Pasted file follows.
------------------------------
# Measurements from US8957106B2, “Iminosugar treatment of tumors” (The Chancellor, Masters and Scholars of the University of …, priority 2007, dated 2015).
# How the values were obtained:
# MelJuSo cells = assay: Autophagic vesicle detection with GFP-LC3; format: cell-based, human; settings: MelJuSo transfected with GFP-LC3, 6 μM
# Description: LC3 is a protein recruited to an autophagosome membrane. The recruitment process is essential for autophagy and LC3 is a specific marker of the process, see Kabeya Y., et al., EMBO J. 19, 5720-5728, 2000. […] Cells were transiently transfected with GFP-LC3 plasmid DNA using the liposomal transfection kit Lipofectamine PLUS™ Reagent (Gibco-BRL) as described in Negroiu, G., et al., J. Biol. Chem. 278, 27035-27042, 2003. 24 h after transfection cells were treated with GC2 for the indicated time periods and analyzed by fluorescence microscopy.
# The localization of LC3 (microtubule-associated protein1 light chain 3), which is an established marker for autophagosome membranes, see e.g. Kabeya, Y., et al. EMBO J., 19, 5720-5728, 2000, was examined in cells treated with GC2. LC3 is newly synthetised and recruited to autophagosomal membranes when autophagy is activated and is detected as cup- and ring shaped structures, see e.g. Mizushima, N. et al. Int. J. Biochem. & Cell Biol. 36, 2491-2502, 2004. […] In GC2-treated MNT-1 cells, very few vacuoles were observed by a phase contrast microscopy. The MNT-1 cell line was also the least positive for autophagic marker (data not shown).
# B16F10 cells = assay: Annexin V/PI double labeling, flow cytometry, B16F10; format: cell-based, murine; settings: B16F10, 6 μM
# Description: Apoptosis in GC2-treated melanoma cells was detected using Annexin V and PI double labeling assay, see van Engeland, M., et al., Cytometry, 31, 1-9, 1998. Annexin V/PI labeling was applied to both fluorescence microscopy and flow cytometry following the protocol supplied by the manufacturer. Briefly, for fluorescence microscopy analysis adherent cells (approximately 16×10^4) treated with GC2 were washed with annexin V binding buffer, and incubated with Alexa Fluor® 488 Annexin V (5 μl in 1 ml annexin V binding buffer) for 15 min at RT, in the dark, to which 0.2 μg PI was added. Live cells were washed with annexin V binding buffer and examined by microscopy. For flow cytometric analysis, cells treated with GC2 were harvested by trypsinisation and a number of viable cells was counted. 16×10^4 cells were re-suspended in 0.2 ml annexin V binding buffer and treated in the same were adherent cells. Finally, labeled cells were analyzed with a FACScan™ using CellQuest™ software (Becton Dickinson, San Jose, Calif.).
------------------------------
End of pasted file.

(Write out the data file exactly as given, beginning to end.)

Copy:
# Measurements from US8957106B2, “Iminosugar treatment of tumors” (The Chancellor, Masters and Scholars of the University of …, priority 2007, dated 2015).
# How the values were obtained:
# MelJuSo cells = assay: Autophagic vesicle detection with GFP-LC3; format: cell-based, human; settings: MelJuSo transfected with GFP-LC3, 6 μM
# Description: LC3 is a protein recruited to an autophagosome membrane. The recruitment process is essential for autophagy and LC3 is a specific marker of the process, see Kabeya Y., et al., EMBO J. 19, 5720-5728, 2000. […] Cells were transiently transfected with GFP-LC3 plasmid DNA using the liposomal transfection kit Lipofectamine PLUS™ Reagent (Gibco-BRL) as described in Negroiu, G., et al., J. Biol. Chem. 278, 27035-27042, 2003. 24 h after transfection cells were treated with GC2 for the indicated time periods and analyzed by fluorescence microscopy.
# The localization of LC3 (microtubule-associated protein1 light chain 3), which is an established marker for autophagosome membranes, see e.g. Kabeya, Y., et al. EMBO J., 19, 5720-5728, 2000, was examined in cells treated with GC2. LC3 is newly synthetised and recruited to autophagosomal membranes when autophagy is activated and is detected as cup- and ring shaped structures, see e.g. Mizushima, N. et al. Int. J. Biochem. & Cell Biol. 36, 2491-2502, 2004. […] In GC2-treated MNT-1 cells, very few vacuoles were observed by a phase contrast microscopy. The MNT-1 cell line was also the least positive for autophagic marker (data not shown).
# B16F10 cells = assay: Annexin V/PI double labeling, flow cytometry, B16F10; format: cell-based, murine; settings: B16F10, 6 μM
# Description: Apoptosis in GC2-treated melanoma cells was detected using Annexin V and PI double labeling assay, see van Engeland, M., et al., Cytometry, 31, 1-9, 1998. Annexin V/PI labeling was applied to both fluorescence microscopy and flow cytometry following the protocol supplied by the manufacturer. Briefly, for fluorescence microscopy analysis adherent cells (approximately 16×10^4) treated with GC2 were washed with annexin V binding buffer, and incubated with Alexa Fluor® 488 Annexin V (5 μl in 1 ml annexin V binding buffer) for 15 min at RT, in the dark, to which 0.2 μg PI was added. Live cells were washed with annexin V binding buffer and examined by microscopy. For flow cytometric analysis, cells treated with GC2 were harvested by trypsinisation and a number of viable cells was counted. 16×10^4 cells were re-suspended in 0.2 ml annexin V binding buffer and treated in the same were adherent cells. Finally, labeled cells were analyzed with a FACScan™ using CellQuest™ software (Becton Dickinson, San Jose, Calif.).